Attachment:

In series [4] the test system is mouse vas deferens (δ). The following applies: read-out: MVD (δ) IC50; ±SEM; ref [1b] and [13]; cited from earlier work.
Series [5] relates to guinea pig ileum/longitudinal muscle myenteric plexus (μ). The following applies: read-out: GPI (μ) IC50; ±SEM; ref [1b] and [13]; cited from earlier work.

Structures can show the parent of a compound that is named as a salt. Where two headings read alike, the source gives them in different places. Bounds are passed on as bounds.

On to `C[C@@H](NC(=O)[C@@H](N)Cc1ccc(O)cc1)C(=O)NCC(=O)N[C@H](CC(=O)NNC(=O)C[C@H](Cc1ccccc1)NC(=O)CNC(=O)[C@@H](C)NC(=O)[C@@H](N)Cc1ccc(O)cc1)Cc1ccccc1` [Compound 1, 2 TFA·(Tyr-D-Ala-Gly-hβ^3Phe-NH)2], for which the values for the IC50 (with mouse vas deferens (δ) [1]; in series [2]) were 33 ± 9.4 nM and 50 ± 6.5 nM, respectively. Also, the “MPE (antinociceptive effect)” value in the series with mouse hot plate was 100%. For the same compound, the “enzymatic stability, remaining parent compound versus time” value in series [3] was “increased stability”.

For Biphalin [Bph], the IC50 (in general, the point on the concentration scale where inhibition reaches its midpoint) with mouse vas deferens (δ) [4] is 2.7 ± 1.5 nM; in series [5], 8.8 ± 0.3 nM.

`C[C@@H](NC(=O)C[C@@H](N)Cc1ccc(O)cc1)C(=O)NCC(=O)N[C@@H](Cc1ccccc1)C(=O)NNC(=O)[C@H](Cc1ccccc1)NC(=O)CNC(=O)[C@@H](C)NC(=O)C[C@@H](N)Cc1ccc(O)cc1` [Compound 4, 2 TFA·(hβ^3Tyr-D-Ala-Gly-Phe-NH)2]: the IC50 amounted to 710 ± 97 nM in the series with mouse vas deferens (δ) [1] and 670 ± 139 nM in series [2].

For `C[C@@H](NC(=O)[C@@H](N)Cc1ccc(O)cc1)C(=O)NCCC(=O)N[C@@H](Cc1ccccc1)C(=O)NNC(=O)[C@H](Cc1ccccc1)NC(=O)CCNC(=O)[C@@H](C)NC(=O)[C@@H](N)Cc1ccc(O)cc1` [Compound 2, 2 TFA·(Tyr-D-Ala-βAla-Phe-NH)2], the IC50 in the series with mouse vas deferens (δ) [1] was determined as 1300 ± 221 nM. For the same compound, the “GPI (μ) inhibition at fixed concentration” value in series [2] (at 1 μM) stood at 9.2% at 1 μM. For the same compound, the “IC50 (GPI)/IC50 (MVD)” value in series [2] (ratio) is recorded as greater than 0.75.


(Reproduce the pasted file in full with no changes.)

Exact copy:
In series [4] the test system is mouse vas deferens (δ). The following applies: read-out: MVD (δ) IC50; ±SEM; ref [1b] and [13]; cited from earlier work.
Series [5] relates to guinea pig ileum/longitudinal muscle myenteric plexus (μ). The following applies: read-out: GPI (μ) IC50; ±SEM; ref [1b] and [13]; cited from earlier work.

Structures can show the parent of a compound that is named as a salt. Where two headings read alike, the source gives them in different places. Bounds are passed on as bounds.

On to `C[C@@H](NC(=O)[C@@H](N)Cc1ccc(O)cc1)C(=O)NCC(=O)N[C@H](CC(=O)NNC(=O)C[C@H](Cc1ccccc1)NC(=O)CNC(=O)[C@@H](C)NC(=O)[C@@H](N)Cc1ccc(O)cc1)Cc1ccccc1` [Compound 1, 2 TFA·(Tyr-D-Ala-Gly-hβ^3Phe-NH)2], for which the values for the IC50 (with mouse vas deferens (δ) [1]; in series [2]) were 33 ± 9.4 nM and 50 ± 6.5 nM, respectively. Also, the “MPE (antinociceptive effect)” value in the series with mouse hot plate was 100%. For the same compound, the “enzymatic stability, remaining parent compound versus time” value in series [3] was “increased stability”.

For Biphalin [Bph], the IC50 (in general, the point on the concentration scale where inhibition reaches its midpoint) with mouse vas deferens (δ) [4] is 2.7 ± 1.5 nM; in series [5], 8.8 ± 0.3 nM.

`C[C@@H](NC(=O)C[C@@H](N)Cc1ccc(O)cc1)C(=O)NCC(=O)N[C@@H](Cc1ccccc1)C(=O)NNC(=O)[C@H](Cc1ccccc1)NC(=O)CNC(=O)[C@@H](C)NC(=O)C[C@@H](N)Cc1ccc(O)cc1` [Compound 4, 2 TFA·(hβ^3Tyr-D-Ala-Gly-Phe-NH)2]: the IC50 amounted to 710 ± 97 nM in the series with mouse vas deferens (δ) [1] and 670 ± 139 nM in series [2].

For `C[C@@H](NC(=O)[C@@H](N)Cc1ccc(O)cc1)C(=O)NCCC(=O)N[C@@H](Cc1ccccc1)C(=O)NNC(=O)[C@H](Cc1ccccc1)NC(=O)CCNC(=O)[C@@H](C)NC(=O)[C@@H](N)Cc1ccc(O)cc1` [Compound 2, 2 TFA·(Tyr-D-Ala-βAla-Phe-NH)2], the IC50 in the series with mouse vas deferens (δ) [1] was determined as 1300 ± 221 nM. For the same compound, the “GPI (μ) inhibition at fixed concentration” value in series [2] (at 1 μM) stood at 9.2% at 1 μM. For the same compound, the “IC50 (GPI)/IC50 (MVD)” value in series [2] (ratio) is recorded as greater than 0.75.